blooming desertpea said...

It is hard to be an individual when society is working towards making us all the same - if you do other than what you are supposed to do, you are a freak and you will be singled out. We are only someone if we do better than our colleagues and we get no praise for being a working wheel of the machine. So, yes, you make a lot of sense. If society doesn't stop playing the game of "my dick is bigger than yours" (quote from "The Job" by Douglas) which starts on the playground (s. Emily's post) we will not get moving ...

hele said...

You are making a lot of sense. This realization that I am exactly where I am - no more and no less is what keeps me sane while studying.

As long as I keep comparing myself with what I think I should be studying is very painful. As soon as I make peace with knowing just as much as I do, something lets go and I find myself more receptive to learning.

Angela said...

This is amazing, Chani. Just great, great reading/thinking to be had here. I'd love for you to write a bit about boredom sometime. I'd love your thoughts on this. Just sayin'. No rush ; )

Mariposa said...

I enjoyed reading this...was here yesterday...and re-reading now. I'm speechless and is pregnant with so many thoughts...

Another wonderful post...wonderful topic!

QT said...

I can't wait to read more Chani. All I have to say is - ditto.

crazymumma said...

It is like an onion isn't it? Peeling back to reach a core of understanding.

heartinsanfrancisco said...

I think that so many people are unhappy in their close relationships because they have been brainwashed to choose a certain kind of person, yet that person turns out to be incompatible with who they really are.

Meanwhile, they completely overlooked the less glittery ones with whom they could have perhaps enjoyed a deep and lasting happiness.

In the job sphere, too, most people are miserable because they are not doing what they were born to do.

If people were encouraged to know and understand themselves better, they would make all their life's choices from a solid position of self-trust and even self-love, without which it is not possible to love others.

JCK said...

There is a lot to peel back on this topic. And you're doing it. Great thoughts to ponder, mull over. One of the joys I get from blogging is connecting with a community. Connection. A powerful thing.

thailandchani said...

Angela and Flutter, thanks. :) I'm hoping they will at least generate thought.


Wendy, I love the old Jewish saying. How true! We all need to know who we really are so that we can become more fully who we are.


Jen, yes on both counts - the being and the FC quote.


Olivia, thanks. :) I've gotten the impression from reading your site that they are reasonably consistent with your thoughts, too. Blessings right backatcha :)


Sarah, there are a few more posts on the topic brewing. :)


JenA2, I get you. It doesn't sound grandiose at all. It's just a matter of actualizing ourselves and our passions. The helping comes automatically.


Desertpea, yes.. the "my dick is bigger than yours" serves the PTB and keeps all of us in a constant state of dissatisfaction. Yes, we are made to stand out when we don't buy into it. (Believe me, as a dissident, I get *that* one really well! :) Still.. what's the alternative?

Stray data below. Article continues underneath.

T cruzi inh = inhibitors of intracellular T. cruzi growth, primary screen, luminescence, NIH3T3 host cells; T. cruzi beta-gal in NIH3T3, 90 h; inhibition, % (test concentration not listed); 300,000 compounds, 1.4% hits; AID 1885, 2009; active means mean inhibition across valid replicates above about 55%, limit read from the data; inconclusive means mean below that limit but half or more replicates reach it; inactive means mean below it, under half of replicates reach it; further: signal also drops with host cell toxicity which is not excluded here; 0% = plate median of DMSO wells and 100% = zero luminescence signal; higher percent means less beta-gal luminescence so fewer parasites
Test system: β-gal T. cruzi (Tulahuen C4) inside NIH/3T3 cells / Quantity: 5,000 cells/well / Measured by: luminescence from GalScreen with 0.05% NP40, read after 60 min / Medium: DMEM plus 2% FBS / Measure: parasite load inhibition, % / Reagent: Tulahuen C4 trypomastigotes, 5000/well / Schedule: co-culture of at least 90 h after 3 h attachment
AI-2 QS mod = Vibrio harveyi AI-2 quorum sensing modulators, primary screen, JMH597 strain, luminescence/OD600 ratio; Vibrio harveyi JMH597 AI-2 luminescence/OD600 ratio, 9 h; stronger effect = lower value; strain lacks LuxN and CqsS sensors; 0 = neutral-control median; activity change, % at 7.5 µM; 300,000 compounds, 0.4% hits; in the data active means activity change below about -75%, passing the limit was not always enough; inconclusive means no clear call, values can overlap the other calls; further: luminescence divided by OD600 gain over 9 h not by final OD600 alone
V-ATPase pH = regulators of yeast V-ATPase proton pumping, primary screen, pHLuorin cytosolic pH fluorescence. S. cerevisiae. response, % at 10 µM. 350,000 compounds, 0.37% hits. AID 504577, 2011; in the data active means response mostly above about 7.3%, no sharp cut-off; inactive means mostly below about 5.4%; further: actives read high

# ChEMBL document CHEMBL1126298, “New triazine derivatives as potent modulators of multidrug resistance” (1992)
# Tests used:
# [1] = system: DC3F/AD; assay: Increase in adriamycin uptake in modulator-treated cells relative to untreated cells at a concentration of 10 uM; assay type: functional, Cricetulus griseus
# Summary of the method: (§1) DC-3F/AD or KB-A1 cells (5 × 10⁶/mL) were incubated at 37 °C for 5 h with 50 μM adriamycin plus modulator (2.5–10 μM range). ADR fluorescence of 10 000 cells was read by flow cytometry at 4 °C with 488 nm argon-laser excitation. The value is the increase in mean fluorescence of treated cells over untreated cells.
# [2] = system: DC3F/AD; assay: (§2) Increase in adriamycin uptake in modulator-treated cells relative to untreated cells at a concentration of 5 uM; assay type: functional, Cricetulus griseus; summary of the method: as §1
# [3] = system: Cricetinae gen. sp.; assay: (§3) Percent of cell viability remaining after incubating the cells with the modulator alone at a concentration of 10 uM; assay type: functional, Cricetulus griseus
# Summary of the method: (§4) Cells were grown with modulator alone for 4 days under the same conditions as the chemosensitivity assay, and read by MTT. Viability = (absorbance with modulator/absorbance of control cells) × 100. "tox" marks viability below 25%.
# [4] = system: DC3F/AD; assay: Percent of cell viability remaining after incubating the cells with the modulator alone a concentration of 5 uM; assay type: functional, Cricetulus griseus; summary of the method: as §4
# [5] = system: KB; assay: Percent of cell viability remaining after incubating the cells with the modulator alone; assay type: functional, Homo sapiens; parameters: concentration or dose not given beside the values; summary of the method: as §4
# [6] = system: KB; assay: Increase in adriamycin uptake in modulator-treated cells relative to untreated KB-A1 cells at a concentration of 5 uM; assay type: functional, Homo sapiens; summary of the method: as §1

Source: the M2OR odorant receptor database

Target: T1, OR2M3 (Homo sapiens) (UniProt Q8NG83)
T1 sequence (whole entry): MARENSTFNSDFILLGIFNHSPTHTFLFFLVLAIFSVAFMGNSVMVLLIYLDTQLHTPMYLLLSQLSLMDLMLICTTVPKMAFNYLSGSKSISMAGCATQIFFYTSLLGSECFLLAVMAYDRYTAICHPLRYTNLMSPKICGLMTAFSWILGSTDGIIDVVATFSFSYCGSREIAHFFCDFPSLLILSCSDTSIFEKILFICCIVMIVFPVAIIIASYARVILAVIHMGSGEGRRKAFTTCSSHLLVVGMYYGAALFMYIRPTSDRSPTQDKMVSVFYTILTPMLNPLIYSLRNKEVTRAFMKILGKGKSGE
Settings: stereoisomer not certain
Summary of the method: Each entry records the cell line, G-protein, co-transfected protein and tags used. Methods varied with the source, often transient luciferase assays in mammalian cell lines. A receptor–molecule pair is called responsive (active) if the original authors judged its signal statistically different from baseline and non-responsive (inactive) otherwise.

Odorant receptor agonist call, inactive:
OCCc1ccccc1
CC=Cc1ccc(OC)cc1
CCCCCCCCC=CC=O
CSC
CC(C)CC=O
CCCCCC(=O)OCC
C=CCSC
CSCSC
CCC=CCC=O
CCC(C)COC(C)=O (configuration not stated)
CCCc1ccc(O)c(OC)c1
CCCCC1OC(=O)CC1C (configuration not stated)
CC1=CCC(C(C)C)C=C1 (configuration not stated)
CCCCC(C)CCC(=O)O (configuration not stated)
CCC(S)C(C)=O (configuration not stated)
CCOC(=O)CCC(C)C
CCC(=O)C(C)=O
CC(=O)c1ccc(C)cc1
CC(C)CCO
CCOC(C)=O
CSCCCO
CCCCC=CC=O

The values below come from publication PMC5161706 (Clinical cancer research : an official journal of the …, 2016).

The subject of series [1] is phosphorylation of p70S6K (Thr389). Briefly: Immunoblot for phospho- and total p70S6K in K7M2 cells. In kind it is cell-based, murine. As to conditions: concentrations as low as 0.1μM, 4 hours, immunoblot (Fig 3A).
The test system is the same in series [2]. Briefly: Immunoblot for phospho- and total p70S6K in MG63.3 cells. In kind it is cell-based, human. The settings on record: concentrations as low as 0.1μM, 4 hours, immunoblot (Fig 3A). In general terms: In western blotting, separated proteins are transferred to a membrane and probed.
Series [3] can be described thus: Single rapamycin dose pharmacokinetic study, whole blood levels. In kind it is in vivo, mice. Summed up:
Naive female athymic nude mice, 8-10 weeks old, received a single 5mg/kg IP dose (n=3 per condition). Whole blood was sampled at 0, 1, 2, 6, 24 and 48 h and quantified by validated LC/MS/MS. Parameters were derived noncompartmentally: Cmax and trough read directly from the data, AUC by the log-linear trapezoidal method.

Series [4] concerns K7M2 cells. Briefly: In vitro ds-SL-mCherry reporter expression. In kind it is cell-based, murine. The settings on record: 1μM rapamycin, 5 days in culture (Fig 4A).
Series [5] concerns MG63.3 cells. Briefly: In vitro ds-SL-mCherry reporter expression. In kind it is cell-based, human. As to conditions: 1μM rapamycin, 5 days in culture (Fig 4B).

Hele, exactly.


Angela, I'm working on the boredom post. It will be up probably Wednesday.. for Wellness Wednesday.


Mariposa, it would be interesting to know what you're thinking. :)Perhaps a post from you?


QT, thanks. :)


CM, yes.. that's what it is. Peeling back, peeling back, getting to the core.. then we have a chance at changing it.


Susan, yes.. choosing others as though we are choosing another pair of shoes or a bedroom set. Consumer culture. Commodification of others. It's all part of the pattern.

Loving ourselves should be so simple - if we understand that it's not about peak experiences. If we understand that we're not separate after all, and we love everyone, we're automatically included. It's not a weigh and measure process. It's an acceptance process.


JCK, yes.. it's revealing the community. Years ago when I took EST, they did say one thing that's true. It already exists. We just have to acknowledge it.


Chanda (aka Bea) said...

"We're already found.

We're already valuable.

We're already special".

Those three lines resonated for me in a very personal way. To be able to understand/embrace this within ourselves, within myself, would be the "key" to a larger journey. Excellent post, and some serious food for thought.

Defiantmuse said...

I'm back. Sorta kinda. :)

What I love about where I live is the community. There is truly a sense of community. I have it on the land that I live, the land we share with our neighbor. We grow food and we share meals and watch each other's kids and care for each other's animals when one of us goes out of town.

But it's not just in the community we've created on our 15 acres. It's in the larger community that surrounds us as well. In this town and the neighboring town across the bay there is a very strong sense of community. We have a half dozen farmer's markets every week. There are workshops and classes of all kinds but most relating to the counterculture/metaphysical avenues. There are community gardens and two large natural food co-ops. The town across the bay had banned chained stores from opening their doors. There is not a single fast food restaurant within the city limits. The emphasis on everything here is Buy Local and Buy Organic.

I realize I'm lucky. This place is a haven. But we moved here consciously. It was a decision we made to raise our daughter in a community like this. We struggled to make it here, and still are, but it was considered important enough to scale back our lifestyle and live more simply.

And as we live here, day to day, we find ourselves living life more authentically and stripping away all the shit to get to the core of it.

I'm ranting. lol.

I love this post you wrote. Love it!